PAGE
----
- The Washington Times - Wednesday, September 5, 2001

Imagine this: The sheep are wandering about; the goats are nibbling on your toes you have to get them to greener pastures to graze in a hurry. The only problem is that you have to pack up all your worldly possessions within hours, and the Mayflower Moving & Storage Co. isn't around.Just throw everything into a bag and go. That's what nomadic peoples living in Central Asia in the 19th century and earlier had to do to transport their belongings from the outskirts of one village to the next.
Make no mistake, though; these bags weren't the run-of-the-mill, nondescript, garden variety. Rather, they were a testament to the skill and artistry of weavers who created utilitarian objects that possessed a distinct aesthetic.
A new exhibition, "From Amu Darya to the Potomac: Central Asian Bags From Area Collections," opens Friday at the Textile Museum in Northwest D.C. The exhibition features a collection of Central Asian pile bags dating from the 19th century or earlier. Many of the exquisite bags come from the private collections of folks who live in the area; others are rarely displayed treasures from the museum's vaults. These pile bags are all the rage, especially among rug enthusiasts.
Area collector and physicist Richard Isaacson, 59, got hooked on the colorful bags after he sauntered into a rug store in Pittsburgh in 1984.
"I'm infected with an incurable disease a passion for rugs, and these bags are great because they fit into modern-day apartments," Mr. Isaacson says. "Ever since my undergraduate days at Columbia University, I've always been interested in the visual arts."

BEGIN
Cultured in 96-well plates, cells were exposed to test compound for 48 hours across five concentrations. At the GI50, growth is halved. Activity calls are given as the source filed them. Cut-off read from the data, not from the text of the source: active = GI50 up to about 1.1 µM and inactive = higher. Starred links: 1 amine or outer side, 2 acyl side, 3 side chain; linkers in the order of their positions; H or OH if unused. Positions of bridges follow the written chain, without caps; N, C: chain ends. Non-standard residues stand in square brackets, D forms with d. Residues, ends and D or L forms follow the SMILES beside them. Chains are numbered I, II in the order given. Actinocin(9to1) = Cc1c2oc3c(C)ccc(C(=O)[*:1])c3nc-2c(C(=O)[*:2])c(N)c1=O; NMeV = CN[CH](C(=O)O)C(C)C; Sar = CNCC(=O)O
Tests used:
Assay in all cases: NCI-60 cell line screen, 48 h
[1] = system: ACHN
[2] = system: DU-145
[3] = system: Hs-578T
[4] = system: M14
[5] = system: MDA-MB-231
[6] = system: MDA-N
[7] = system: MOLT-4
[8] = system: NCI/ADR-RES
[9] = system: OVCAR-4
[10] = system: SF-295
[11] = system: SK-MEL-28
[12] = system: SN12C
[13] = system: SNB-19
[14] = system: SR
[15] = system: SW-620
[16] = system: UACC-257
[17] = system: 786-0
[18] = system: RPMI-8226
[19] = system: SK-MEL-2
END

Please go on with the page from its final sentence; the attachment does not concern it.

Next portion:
At the Pittsburgh store, he met the shop's owner, the late George O'Bannon, a former deputy director of the Peace Corps in Afghanistan during the 1960s and an expert on Central Asia. The exhibition, which runs through February of next year, is dedicated to Mr. O'Bannon, an accomplished writer and editor of the now-defunct Oriental Rug Review.
Mr. Isaacson, who is guest curator for the show, says he and Mr. O'Bannon hit it off immediately. Eight years ago, the two men traveled to Central Asia and had an opportunity to see where the bags were made.
They scoured storerooms and museums throughout Central Asia in search of the bags and other interesting textiles. One of the highlights of the trip was getting to see what was available on the market shortly after the breakup of the Soviet Union, Mr. Isaacson says.
Mr. Isaacson, a native New Yorker who lives in Arlington, says Central Asia has long been a difficult place to access. Today, many people don't know its geographic location, nor are they familiar with its republics, which include Kazakhstan, Turkmenistan, Uzbekistan, Tajikistan, Afghanistan and northern Iran.
The show takes its name from the Amu Darya river, one of Central Asia's major river systems. The Amu Darya flows northward from Afghanistan to the Aral Sea and serves as the boundary between Afghanistan and Uzbekistan. Central Asia has been inhabited by both nomadic and settled peoples for more than 2,500 years.
"There were really two kinds of textiles: Textiles made by the nomads, which are highlighted in this show, and there were equally beautiful and luxurious fine silks and embroidery," Mr. Isaacson says.
In the nomadic home, called a yurt, which is a portable structure, bags of different shapes and sizes provided storage space and decoration for the interior walls. Visitors will see weavings from the Turkmen, Baluch, Uzbek and Kyrgyz ethnic groups. Various tribes within these groups are represented by bags with distinctive characteristics, colors and motifs. The show also explores the dyes and materials, along with the patterns and weaving techniques unique to each group.